DUBAI (Reuters) - Yemeni President Ali Abdullah Saleh declared an end to a long-running war with northern Shi’ite rebels that drew in neighbouring Saudi Arabia last year, according to a television interview to be aired Friday.
But the president, under international pressure to end domestic unrest and focus his country’s fight on al Qaeda, also placed limits on an offer for dialogue with opponents in the south, scene of escalating violence with secessionists.
“We can say the war is over, not stopped or in a truce,” Saleh told Al-Arabiya in the interview, referring to the war in the north that has raged on and off since 2004. An advance tape of the interview was obtained by Reuters.
The declaration of an end to the northern war was a reversal by Sanaa, which earlier this week had complained that the northern rebels were not fully complying with a slow-going truce deal to end a conflict that has displaced 250,000 people.
Sanaa, struggling to stabilise a fractious country strategically located next door to the world’s largest oil exporter, jumped to the forefront of Western security concerns after al Qaeda’s Yemen-based regional arm claimed responsibility for an attempted December attack on a U.S.-bound plane.
Western countries and Saudi Arabia fear al Qaeda is exploiting the instability in Yemen to recruit and train militants for attacks in the region and beyond.
Analysts say the truce deal between the government and northern rebels was unlikely to last as it does not address rebel complaints of discrimination by Sanaa. Previous truces have not lasted.
But Saleh said there were positive signs of the rebels’ commitment to ending the war such as removing landmines, opening roads, removing roadblocks and releasing prisoners.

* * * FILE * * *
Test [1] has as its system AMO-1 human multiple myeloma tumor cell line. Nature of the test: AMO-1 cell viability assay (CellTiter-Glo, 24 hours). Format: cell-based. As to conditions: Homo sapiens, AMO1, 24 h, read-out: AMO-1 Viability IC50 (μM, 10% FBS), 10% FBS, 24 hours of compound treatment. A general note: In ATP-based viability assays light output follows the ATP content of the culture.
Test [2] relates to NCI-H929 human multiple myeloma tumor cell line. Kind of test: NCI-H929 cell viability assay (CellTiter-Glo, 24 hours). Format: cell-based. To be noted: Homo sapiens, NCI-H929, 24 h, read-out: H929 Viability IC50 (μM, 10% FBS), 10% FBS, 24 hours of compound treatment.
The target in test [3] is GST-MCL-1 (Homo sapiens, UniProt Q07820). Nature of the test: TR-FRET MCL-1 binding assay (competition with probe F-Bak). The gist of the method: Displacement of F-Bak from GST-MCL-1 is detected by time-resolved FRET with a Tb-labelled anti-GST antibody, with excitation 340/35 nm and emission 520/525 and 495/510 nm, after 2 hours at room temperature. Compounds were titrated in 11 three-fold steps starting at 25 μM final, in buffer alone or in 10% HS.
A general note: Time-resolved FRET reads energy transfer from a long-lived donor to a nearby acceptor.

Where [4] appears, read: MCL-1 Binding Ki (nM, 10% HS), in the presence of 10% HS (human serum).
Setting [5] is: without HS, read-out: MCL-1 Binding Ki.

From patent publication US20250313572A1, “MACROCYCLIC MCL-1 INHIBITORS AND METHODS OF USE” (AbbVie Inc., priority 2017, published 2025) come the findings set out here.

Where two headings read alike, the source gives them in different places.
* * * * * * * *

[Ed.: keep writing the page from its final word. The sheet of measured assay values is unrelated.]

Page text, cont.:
“These are considered positive indications to prove good intention not to return to a new war,” he said.
Yemen had said Thursday it would free Shi’ite rebel prisoners within days under the truce deal, a day after the rebels released at least 170 government soldiers and tribesmen who fought alongside the state.
Prior to the release, Sanaa had accused the insurgents of returning to some vacated positions and refusing to hand over landmines removed from the war zone.
Saleh took a harder line on the south, limiting an offer for dialogue with opposition there. He said he would only entertain talks with pro-unity elements, not separatists.
“Dialogue is only with pro-unity elements (in the south) who have legitimate demands. But we don’t have dialogue with separatist elements,” he said, adding that talks would be done through political channels.
Yemen, located on a major shipping route at the southern rim of the Arabian Peninsula, had offered earlier this month to hold a dialogue with southerners and listen to their grievances.
Saleh’s offer, which was not his first, followed an escalation of violence in south Yemen.
North and South Yemen united in 1990, but many in the south — home to most of Yemen’s oil industry — complain northerners have seized resources and discriminate against them.
Security forces have come down hard on separatist protests in recent weeks, and a handful of demonstrators have been shot dead. Ensuing unrest sparked security sweeps that have netted 150-200 arrests and sparked sometimes deadly clashes.
Recent ambush-style attacks blamed on separatists, in which at least five people have died, have also raised concerns that the separatist protest movement could become an armed campaign.
Diplomats say previous talks offers by Sanaa have not been followed by action to tackle southern complaints that the government neglects the south and treats southerners unfairly, including in property disputes, jobs and pension rights.
Writing by Cynthia Johnston